As we left, my daughter said, “Mom, I haven’t seen you so happy in so long!”

“I’m happy with my friends,” I said. “You just don’t see me with them. You only see me at home.”

“Yeah.” she said. “Isn’t Vietnam dangerous?”

“No. Mexico’s dangerous.”

“Yeah,” she said. “My friends have told me.”

Then I started to wonder—was I supposed to tip? Was a pedicure like a haircut?

“Hey, hon,” I said to my daughter. “Did Grandma tip when she got you a pedicure up in Estes last year?”

“I don’t know.”

I texted Amy, Wonder Woman & Sister-In-Law. “Help! Are you supposed to tip for a pedicure?”

She texted back immediately. “Yes,” and told me what she tipped.

Oh, no.

By this time I was in my writer’s group. I didn’t mind looking like a fool; I minded looking like a cheapskate. When the meeting was over, I drove home to retrieve the box of leftover quarters from our recent garage sale. (Believe me, it was a LOT of quarters.) I grabbed the box, drove to the bank, traded the quarters for cash, and the total came to exactly what I wanted to give: what Amy recommended, times two, plus $5 extra for being tardy. Because I am a cheapskate, but I do the right thing.

I drove back to Solar Nails. Kathy was busy with a customer, so I set the money by the phone. Just then, Tony saw me and looked concerned.

“I’m so sorry,” I said. “I forgot to tip. And you worked us in without an appointment and did the flowers for free. Here.”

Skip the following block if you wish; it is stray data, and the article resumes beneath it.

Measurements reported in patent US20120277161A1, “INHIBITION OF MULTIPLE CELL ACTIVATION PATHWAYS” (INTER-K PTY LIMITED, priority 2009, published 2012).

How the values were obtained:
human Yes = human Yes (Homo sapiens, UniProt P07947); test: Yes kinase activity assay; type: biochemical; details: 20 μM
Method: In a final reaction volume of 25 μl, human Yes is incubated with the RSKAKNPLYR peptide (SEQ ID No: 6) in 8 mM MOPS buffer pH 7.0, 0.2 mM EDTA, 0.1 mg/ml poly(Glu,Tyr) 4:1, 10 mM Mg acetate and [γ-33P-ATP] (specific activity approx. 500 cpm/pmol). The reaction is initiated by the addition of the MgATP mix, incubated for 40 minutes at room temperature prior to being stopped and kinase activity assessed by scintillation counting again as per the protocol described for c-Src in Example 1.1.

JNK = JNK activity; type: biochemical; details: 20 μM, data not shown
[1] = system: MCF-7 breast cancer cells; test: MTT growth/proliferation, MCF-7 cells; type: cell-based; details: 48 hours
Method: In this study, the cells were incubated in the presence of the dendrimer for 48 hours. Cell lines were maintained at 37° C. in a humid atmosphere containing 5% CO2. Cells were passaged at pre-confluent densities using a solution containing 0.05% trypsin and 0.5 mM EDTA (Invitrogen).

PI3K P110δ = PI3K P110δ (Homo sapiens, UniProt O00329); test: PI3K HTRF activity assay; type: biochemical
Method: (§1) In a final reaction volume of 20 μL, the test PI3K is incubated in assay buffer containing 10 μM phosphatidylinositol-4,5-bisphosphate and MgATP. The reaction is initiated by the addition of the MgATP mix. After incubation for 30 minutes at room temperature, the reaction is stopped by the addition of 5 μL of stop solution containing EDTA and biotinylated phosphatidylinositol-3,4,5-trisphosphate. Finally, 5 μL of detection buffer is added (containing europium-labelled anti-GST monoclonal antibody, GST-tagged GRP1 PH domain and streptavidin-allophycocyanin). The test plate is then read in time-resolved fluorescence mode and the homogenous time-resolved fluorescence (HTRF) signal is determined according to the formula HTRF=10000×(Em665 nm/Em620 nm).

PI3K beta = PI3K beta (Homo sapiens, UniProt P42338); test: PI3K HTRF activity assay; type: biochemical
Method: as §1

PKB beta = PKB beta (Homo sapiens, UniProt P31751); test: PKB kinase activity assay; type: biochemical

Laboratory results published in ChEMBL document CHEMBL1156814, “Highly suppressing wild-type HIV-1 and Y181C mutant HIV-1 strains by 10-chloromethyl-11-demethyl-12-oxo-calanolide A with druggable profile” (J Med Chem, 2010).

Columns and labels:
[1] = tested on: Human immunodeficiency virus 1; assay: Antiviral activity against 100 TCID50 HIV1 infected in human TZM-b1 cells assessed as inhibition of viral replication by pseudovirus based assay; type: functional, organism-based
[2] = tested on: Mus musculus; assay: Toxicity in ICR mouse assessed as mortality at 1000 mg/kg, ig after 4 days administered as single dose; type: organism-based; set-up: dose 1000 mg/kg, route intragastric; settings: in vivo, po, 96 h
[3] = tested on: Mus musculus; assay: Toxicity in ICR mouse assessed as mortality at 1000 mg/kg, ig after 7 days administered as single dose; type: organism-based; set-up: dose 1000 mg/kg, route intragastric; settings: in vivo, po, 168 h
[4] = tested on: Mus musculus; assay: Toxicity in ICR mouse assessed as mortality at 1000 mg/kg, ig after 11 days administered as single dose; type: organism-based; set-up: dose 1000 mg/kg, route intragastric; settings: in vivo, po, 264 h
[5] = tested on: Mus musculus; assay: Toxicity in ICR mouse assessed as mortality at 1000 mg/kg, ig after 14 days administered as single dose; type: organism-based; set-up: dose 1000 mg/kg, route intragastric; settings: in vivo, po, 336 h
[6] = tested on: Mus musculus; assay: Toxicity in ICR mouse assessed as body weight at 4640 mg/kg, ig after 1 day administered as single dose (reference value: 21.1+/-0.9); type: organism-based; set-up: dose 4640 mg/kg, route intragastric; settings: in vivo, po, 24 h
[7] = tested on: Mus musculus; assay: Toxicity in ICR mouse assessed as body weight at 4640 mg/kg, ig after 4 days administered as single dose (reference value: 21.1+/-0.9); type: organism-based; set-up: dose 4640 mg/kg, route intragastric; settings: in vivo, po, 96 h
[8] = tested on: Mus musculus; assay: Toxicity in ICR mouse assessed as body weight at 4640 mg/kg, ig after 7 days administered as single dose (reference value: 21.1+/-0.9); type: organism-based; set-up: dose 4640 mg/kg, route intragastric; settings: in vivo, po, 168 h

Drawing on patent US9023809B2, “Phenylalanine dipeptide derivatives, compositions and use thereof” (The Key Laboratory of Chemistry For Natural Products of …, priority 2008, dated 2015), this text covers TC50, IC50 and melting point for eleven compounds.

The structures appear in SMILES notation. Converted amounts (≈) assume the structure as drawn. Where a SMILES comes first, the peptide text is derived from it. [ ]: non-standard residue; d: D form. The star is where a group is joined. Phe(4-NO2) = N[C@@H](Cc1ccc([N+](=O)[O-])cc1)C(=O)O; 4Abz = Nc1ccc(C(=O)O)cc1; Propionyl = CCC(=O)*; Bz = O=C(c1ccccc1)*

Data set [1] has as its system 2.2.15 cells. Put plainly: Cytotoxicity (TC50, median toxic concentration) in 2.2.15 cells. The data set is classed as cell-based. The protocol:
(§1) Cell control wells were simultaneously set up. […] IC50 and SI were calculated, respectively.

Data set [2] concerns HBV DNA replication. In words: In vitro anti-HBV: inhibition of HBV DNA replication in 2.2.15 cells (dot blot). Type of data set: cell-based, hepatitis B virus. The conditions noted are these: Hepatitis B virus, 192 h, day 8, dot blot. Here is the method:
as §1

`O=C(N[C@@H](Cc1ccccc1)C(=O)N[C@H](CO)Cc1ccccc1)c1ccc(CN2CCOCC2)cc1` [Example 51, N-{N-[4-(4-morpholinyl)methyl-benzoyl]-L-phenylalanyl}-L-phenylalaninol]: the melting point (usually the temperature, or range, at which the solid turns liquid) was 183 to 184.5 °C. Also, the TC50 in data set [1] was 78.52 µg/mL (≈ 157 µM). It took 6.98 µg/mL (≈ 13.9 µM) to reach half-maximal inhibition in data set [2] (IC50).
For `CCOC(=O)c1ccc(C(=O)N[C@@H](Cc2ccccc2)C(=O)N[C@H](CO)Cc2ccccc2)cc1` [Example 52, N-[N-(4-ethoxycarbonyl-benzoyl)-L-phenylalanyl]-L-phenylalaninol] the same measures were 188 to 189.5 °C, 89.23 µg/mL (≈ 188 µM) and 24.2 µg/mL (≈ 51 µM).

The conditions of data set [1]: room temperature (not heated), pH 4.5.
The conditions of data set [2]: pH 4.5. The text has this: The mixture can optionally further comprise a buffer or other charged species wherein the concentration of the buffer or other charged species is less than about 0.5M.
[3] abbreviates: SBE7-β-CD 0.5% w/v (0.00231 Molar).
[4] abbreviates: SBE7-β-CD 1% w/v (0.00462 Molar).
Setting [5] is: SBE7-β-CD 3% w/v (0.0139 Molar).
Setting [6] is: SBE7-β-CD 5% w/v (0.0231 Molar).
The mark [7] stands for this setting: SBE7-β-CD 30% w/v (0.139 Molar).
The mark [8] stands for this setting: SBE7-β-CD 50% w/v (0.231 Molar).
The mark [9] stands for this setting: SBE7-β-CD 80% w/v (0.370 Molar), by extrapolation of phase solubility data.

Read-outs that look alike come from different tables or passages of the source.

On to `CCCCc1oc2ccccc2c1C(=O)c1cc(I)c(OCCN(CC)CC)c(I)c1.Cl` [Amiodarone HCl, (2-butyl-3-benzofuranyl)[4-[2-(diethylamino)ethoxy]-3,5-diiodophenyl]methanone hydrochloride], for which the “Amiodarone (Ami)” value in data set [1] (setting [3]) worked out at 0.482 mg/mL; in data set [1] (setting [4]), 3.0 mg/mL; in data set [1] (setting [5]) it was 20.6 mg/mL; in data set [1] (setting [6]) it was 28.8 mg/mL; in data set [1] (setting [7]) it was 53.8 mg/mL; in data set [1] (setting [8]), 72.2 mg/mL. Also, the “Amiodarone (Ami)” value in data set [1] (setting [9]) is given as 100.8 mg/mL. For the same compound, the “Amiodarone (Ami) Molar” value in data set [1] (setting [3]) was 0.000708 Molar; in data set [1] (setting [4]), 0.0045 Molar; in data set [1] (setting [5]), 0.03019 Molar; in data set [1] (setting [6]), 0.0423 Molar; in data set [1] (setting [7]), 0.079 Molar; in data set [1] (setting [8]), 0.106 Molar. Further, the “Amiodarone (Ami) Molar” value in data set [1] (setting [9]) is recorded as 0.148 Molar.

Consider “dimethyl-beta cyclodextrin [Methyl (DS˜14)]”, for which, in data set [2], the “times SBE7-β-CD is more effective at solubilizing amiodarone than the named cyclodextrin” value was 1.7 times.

Tony hugged me and laughed.

I promised my daughter that we’ll come back when marching season is over and get manicures. Just in time for the holidays, when we can show Amy.

Mama Bear

(a poem about Mama Bears, because school starts tomorrow)

IT TAKES A FOREST
 

Lie down, Mama Bear.

Go back in your cave.
 

Your cubs, they are fine.

The other animals in the forest—

the stag, the doe, the mountain lion

even the rabbits

the sad fish in the streams—

All have a role in their raising.
 

Your cubs, they are almost grown.

Stop marking your territory

Clawing the breaking bark

Go jump in a lake

Take a stroll under a half-full moon
 

Then
 

Time to hibernate, Mama Bear

Redecorate your cave if you must.
 

Your offspring are in good hands.

The Artist Dates: Moonrise Kingdom

Part two of what I’m now calling my Dang Julia July.

My second artist date was to take myself to a matinee of “Moonrise Kingdom,” which I loved. It’s not for everyone. It’s quirky and apocalyptic and innocent and sexual and supernatural, and I loved the soundtrack. So I bought it.

I quickly added it to my “Writing” playlist. This is what I like to work to. It began as an all-instrumental conglomeration, then morphed into “music that makes me smile.” Here are a few reasons why I like the songs from “Moonrise Kingdom”:

* I love the “Young Person’s Guide to the Orchestra, Op. 34, Themes A-F” by Benjamin Britten. Don’t you love the themes, indexed to grades? Plus, I can’t tell you how often I listened to my “Peter and the Wolf” record as a girl.

* I love the “Heroic Weather-Conditions of the Universe” (parts 1-7) by Alexandre Desplant. Great title! I love that we cannot control the weather and must often rise to the occasion to meet its destructive conditions.

* I love the “Camp Ivanhoe Cadence Medley” because it’s percussion, and it’s just a tad off. Also, my daughter is a percussionist, getting ready for marching season, also known as football season.